How did you get into ownership?

One of our syndicate members was into the dogs for a number of years and back in 2015 he was getting anxious to progress to the horses. He started to look to put a syndicate together and we held our first meeting in our local pub, The Pike.

After much deliberations and a few pints, we agreed that we would start saving to buy a horse. Eighteen months later we had enough to buy our first racehorse.

We rang around to several trainers and eventually found a horse for sale that was already in training and was ready to go to the track. This horse was at Gavin Cromwell’s yard so we left her there and we named her Biddy The Boss. Biddy wasn’t long proving her potential and in only her second outing she won a bumper in Fairyhouse in October ’17. We were thrilled with our success so soon and so the fairytale of the Kilbriens Syndicate was off to a flier.

Biddy was a star with four wins and seven second place finishes. Our little kitty was building and in 2018 we saw that Biddy’s full-sister was going to the Tattersall Ireland Sales.

Again, we met in our local establishment and by the end of the night we made the decision to head on up to the sales and buy her, and we couldn’t believe our luck when the hammer fell at €2,000. We brought her back home and named her Molly Wedger.

We asked Dermot O’Brien who is also a syndicate member and local trainer to take Molly on. The start to Molly’s career was a slow one and she managed one placed finish in 10 starts. Molly then got a bad injury and we weren’t sure whether it was worth investing more time and effort into her, but our trainer Dermot still saw something in her and urged us to give her a second chance.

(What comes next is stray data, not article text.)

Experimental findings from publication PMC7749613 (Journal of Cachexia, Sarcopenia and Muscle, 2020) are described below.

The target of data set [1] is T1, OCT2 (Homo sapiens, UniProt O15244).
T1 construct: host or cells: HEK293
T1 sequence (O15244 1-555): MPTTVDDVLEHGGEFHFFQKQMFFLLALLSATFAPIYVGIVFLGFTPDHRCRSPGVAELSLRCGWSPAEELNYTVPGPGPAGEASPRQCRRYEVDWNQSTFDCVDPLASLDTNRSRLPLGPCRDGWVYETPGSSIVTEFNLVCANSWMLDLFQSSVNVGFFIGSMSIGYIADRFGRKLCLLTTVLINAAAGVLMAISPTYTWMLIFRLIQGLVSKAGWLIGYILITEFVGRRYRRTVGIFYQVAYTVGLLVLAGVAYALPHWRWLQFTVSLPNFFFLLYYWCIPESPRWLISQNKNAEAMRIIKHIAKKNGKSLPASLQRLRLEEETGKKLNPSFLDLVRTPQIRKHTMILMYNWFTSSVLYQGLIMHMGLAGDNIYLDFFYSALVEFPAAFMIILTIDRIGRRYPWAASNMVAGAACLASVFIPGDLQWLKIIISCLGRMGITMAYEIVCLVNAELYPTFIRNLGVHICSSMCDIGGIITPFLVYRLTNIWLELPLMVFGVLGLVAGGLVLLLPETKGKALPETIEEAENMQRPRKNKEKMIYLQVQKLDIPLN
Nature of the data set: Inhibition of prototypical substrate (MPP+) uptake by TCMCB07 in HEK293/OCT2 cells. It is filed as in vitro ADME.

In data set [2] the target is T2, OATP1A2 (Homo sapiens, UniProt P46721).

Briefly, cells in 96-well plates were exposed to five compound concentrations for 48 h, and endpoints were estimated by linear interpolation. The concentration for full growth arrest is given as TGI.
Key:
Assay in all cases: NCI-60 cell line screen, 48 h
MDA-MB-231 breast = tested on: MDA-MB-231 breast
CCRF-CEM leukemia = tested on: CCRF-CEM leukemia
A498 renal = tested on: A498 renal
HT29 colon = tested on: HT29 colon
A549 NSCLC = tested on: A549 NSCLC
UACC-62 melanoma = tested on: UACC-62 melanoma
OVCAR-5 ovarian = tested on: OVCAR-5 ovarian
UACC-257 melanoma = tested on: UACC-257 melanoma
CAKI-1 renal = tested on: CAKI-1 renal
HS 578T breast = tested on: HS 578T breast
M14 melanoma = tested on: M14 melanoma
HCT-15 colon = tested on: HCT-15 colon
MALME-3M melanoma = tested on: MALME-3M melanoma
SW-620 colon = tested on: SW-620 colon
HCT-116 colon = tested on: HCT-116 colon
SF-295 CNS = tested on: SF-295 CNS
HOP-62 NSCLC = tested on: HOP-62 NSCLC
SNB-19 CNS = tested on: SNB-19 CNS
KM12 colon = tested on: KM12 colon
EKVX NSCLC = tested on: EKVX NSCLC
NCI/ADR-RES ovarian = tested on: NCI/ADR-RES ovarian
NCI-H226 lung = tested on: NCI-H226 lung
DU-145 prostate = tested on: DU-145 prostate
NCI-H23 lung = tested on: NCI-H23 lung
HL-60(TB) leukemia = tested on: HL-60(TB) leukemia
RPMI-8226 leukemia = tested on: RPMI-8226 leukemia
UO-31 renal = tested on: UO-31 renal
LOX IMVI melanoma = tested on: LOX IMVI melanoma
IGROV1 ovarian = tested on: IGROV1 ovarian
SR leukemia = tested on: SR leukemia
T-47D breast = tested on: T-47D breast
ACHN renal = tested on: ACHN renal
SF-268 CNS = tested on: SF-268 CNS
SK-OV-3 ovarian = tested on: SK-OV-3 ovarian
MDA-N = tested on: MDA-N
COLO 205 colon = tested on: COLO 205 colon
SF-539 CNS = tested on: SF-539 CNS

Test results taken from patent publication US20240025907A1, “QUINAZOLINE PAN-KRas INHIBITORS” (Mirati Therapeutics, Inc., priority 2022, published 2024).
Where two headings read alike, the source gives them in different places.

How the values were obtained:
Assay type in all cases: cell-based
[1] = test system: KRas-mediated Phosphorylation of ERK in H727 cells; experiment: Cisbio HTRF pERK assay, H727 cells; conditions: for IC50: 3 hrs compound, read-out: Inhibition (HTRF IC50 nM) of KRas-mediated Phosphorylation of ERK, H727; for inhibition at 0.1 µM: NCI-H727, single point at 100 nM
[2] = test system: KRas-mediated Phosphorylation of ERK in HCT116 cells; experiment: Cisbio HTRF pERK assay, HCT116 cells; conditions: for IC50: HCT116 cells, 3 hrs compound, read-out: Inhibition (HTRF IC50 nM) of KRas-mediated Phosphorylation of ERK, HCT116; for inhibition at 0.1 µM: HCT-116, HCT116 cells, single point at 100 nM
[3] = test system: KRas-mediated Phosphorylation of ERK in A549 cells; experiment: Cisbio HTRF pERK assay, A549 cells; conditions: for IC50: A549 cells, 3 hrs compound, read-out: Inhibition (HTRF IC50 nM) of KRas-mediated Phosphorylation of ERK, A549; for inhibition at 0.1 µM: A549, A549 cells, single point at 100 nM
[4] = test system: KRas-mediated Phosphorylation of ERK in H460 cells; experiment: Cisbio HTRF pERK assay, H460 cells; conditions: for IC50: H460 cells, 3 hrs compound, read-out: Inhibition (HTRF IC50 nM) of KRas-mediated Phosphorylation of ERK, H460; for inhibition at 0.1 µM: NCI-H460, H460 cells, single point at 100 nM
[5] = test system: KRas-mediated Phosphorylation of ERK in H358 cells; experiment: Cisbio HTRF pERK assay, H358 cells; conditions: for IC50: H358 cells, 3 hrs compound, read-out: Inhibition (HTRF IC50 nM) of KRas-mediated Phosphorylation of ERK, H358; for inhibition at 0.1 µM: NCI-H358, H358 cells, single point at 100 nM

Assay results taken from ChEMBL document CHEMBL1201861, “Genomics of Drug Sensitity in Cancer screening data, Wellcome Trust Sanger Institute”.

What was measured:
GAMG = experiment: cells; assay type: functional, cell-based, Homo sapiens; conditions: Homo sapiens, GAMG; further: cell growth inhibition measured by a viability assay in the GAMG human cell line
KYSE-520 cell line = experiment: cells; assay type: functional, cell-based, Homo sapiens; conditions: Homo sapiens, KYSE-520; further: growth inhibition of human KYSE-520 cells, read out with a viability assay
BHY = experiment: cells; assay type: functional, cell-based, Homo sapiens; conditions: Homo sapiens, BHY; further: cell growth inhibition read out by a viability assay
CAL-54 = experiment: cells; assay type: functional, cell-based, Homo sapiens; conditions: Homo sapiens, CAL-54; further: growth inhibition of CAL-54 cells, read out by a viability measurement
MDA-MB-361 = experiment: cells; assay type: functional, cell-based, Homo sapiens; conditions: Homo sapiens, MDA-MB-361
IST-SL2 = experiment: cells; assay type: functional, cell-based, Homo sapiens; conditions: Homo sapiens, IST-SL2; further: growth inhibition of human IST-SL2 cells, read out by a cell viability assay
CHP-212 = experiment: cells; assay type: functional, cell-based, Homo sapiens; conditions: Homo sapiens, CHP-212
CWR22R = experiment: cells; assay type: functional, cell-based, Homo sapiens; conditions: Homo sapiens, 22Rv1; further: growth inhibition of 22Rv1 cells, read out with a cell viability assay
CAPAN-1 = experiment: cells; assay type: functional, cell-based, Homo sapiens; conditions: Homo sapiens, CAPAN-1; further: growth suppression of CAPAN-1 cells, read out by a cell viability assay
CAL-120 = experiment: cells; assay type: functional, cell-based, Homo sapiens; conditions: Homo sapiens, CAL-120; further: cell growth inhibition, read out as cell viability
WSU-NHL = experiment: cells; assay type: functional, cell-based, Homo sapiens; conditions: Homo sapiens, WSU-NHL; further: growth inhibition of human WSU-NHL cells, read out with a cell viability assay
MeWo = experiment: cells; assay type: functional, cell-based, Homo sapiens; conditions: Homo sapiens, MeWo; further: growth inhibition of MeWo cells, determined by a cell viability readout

We went with him and all the care, nursing, strengthening both Dermot and his wife Sarah did with Molly during the 12 months she was off worked wonders. Since her return we’ve had an amazing journey and craic with the syndicate and Molly has given us four wins and three second places. There are officially 12 members in the syndicate but the whole group, whether it’s partners, wives, husbands or children, hold a part of Molly close to their heart.

May the fairytale continue and we got into Galway with her today. (BoyleSports Handicap Hurdle).

What was your best day at the races?

The purpose of putting the syndicate together was to enjoy days out with friends and family and have the buzz and excitement of owning and bringing a horse to the races. The icing on the cake would be to bring the horse to one of the big festivals and get a result.